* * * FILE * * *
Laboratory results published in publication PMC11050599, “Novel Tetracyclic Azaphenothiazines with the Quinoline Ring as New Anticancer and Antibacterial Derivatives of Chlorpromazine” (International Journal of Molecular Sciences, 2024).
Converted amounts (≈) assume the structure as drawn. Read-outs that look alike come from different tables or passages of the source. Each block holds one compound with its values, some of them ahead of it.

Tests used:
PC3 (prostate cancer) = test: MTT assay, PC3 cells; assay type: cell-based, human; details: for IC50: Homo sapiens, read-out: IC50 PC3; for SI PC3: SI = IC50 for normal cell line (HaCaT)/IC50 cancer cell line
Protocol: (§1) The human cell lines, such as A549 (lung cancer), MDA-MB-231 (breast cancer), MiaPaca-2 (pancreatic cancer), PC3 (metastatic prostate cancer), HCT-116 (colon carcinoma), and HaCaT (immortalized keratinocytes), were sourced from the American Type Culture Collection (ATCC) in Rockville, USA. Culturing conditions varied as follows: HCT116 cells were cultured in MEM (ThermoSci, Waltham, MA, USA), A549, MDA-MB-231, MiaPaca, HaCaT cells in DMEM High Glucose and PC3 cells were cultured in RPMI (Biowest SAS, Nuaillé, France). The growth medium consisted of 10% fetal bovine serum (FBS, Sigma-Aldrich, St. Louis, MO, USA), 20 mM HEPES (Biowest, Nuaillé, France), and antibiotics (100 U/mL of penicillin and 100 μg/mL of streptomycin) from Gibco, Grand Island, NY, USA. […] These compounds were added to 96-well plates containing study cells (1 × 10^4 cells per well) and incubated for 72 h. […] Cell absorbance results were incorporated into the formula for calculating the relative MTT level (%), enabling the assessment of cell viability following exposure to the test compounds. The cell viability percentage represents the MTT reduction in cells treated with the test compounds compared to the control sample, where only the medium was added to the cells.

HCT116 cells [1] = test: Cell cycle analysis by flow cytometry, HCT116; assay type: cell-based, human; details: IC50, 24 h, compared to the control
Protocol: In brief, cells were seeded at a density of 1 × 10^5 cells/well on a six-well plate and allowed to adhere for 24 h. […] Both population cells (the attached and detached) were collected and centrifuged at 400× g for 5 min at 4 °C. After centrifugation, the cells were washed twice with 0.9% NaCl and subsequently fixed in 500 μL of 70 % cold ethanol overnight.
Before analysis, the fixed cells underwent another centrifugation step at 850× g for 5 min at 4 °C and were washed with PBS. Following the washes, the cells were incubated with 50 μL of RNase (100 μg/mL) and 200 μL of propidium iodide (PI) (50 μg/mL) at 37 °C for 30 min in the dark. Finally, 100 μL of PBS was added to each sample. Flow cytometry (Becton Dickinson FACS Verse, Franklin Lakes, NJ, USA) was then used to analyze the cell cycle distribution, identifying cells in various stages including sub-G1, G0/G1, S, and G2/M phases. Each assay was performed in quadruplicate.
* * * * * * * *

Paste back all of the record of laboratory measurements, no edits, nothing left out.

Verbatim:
Laboratory results published in publication PMC11050599, “Novel Tetracyclic Azaphenothiazines with the Quinoline Ring as New Anticancer and Antibacterial Derivatives of Chlorpromazine” (International Journal of Molecular Sciences, 2024).
Converted amounts (≈) assume the structure as drawn. Read-outs that look alike come from different tables or passages of the source. Each block holds one compound with its values, some of them ahead of it.

Tests used:
PC3 (prostate cancer) = test: MTT assay, PC3 cells; assay type: cell-based, human; details: for IC50: Homo sapiens, read-out: IC50 PC3; for SI PC3: SI = IC50 for normal cell line (HaCaT)/IC50 cancer cell line
Protocol: (§1) The human cell lines, such as A549 (lung cancer), MDA-MB-231 (breast cancer), MiaPaca-2 (pancreatic cancer), PC3 (metastatic prostate cancer), HCT-116 (colon carcinoma), and HaCaT (immortalized keratinocytes), were sourced from the American Type Culture Collection (ATCC) in Rockville, USA. Culturing conditions varied as follows: HCT116 cells were cultured in MEM (ThermoSci, Waltham, MA, USA), A549, MDA-MB-231, MiaPaca, HaCaT cells in DMEM High Glucose and PC3 cells were cultured in RPMI (Biowest SAS, Nuaillé, France). The growth medium consisted of 10% fetal bovine serum (FBS, Sigma-Aldrich, St. Louis, MO, USA), 20 mM HEPES (Biowest, Nuaillé, France), and antibiotics (100 U/mL of penicillin and 100 μg/mL of streptomycin) from Gibco, Grand Island, NY, USA. […] These compounds were added to 96-well plates containing study cells (1 × 10^4 cells per well) and incubated for 72 h. […] Cell absorbance results were incorporated into the formula for calculating the relative MTT level (%), enabling the assessment of cell viability following exposure to the test compounds. The cell viability percentage represents the MTT reduction in cells treated with the test compounds compared to the control sample, where only the medium was added to the cells.

HCT116 cells [1] = test: Cell cycle analysis by flow cytometry, HCT116; assay type: cell-based, human; details: IC50, 24 h, compared to the control
Protocol: In brief, cells were seeded at a density of 1 × 10^5 cells/well on a six-well plate and allowed to adhere for 24 h. […] Both population cells (the attached and detached) were collected and centrifuged at 400× g for 5 min at 4 °C. After centrifugation, the cells were washed twice with 0.9% NaCl and subsequently fixed in 500 μL of 70 % cold ethanol overnight.
Before analysis, the fixed cells underwent another centrifugation step at 850× g for 5 min at 4 °C and were washed with PBS. Following the washes, the cells were incubated with 50 μL of RNase (100 μg/mL) and 200 μL of propidium iodide (PI) (50 μg/mL) at 37 °C for 30 min in the dark. Finally, 100 μL of PBS was added to each sample. Flow cytometry (Becton Dickinson FACS Verse, Franklin Lakes, NJ, USA) was then used to analyze the cell cycle distribution, identifying cells in various stages including sub-G1, G0/G1, S, and G2/M phases. Each assay was performed in quadruplicate.